WHEN a foreign government or an international media organization deplores the human rights situation in the Philippines, or criticizes certain programs and policies of the government, who should be in the best position to clarify the situation, and who can explain best our government’s policies and programs for the promotion and protection of human rights?
I submit that the first and principal responder should be the republic’s Commission on Human Rights (CHR) and therefore its chairman. As the government agency tasked and funded to attend directly to human rights, the CHR should be the one which should be setting the record straight, and assuring the world that the country actively protects human rights and is not slipping back to the Middle Ages. They should be the most knowledgeable and articulate about the issues, and the most credible.
With his access to the facts and statistics reflecting the situation on the ground, and with a whole commission to back him, the CHR chairman can correct the mistakes and misinformation of observers and critics.
Waste of public resources
The way things are now, it is the presidential spokesman Harry Roque who does more of the talking, though largely without clarifying anything. CHR chairman Chito Gascon spends his time agreeing with or secretly cheering the derogatory statements being made.
The world’s false picture of human rights in the Philippines underscores the cluelessness and misguided agenda of Chairman Gascon, and the utter waste of public resources on the human rights commission.
The fact is, the human rights commission and its chairman are not very knowledgeable about the human rights situation in the country. They are not expert on their area of responsibility, because they have concerned themselves with doing propaganda against the government, instead of checking violations and promoting human rights.
They spend their time feeding the generally unsubstantiated reports of international human rights organizations and UN human rights officials. They even slapped the country by hosting, at public expense, the United Nations human rights rapporteur, Ms Agnes Callamard.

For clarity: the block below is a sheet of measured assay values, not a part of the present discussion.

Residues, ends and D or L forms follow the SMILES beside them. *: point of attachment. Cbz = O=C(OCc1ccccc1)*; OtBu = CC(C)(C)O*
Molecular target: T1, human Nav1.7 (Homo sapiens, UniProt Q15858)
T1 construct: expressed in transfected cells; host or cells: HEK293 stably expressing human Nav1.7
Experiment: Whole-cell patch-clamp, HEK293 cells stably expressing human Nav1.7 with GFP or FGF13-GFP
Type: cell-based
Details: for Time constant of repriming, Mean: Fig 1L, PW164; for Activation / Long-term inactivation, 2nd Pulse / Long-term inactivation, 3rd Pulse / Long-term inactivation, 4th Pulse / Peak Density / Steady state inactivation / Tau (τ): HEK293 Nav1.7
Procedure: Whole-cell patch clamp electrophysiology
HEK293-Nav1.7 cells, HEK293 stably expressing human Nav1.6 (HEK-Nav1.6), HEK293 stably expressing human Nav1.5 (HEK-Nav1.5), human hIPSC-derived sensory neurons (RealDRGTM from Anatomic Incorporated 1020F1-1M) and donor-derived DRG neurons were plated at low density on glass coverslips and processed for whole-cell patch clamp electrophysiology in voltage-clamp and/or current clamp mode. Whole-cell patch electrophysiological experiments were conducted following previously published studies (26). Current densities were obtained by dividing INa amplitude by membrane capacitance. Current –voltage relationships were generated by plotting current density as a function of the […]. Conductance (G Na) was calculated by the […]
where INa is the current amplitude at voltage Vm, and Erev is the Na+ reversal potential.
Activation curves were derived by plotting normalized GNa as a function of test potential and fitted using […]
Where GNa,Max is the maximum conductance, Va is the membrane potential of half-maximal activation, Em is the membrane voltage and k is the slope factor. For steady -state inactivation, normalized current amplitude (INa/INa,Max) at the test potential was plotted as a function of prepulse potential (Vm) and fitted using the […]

Against state violators only
The problem starts with chairman Gascon. He distorted the commission’s mission in July 2017 when he declared that the CHR’s mandate is “to make sure that the government and agencies under it are held liable for human rights violations.”
He compounded this by claiming that the CHR is tasked to go only after state violators, and is not empowered to stop violations and violators in the private sector.
I have examined every sentence and every word in the constitutional provision for the human rights commission (Article XIII, Section 17); but I could not find the word “state” anywhere in the provision, or any mention of human rights violations by government and its agents.
Giving CHR a bad name
This is a perverted view of the work of the human rights commission. The CHR was thrown off track and taken into partisan politics from the moment President Benigno Aquino 3rd appointed Jose Luis Martin Gascon as the chairman of the commission.
Gascon did not espouse his anti-state orientation when Aquino was still in power. He looked away when massacres took place during that time and when the killings of journalists reached alarming levels.
Gascon’s predecessors Leila de Lima and Etta Rosales were not exactly more observant. De Lima as CHR chair tried her damndest to investigate and expose the Davao Death Squads when Rodrigo Duterte was still mayor; she only succeeded in developing a lasting enmity with Duterte. After the Mamasapano massacre, Rosales went through the motions of conducting a CHR investigation of possible human rights violations in Mamasapano. She claimed to have found nothing with her ocular inspection of the killing field, and did not come up with a report.
It must be said that the CHR has been poorly served by its top officials, and given a bad name.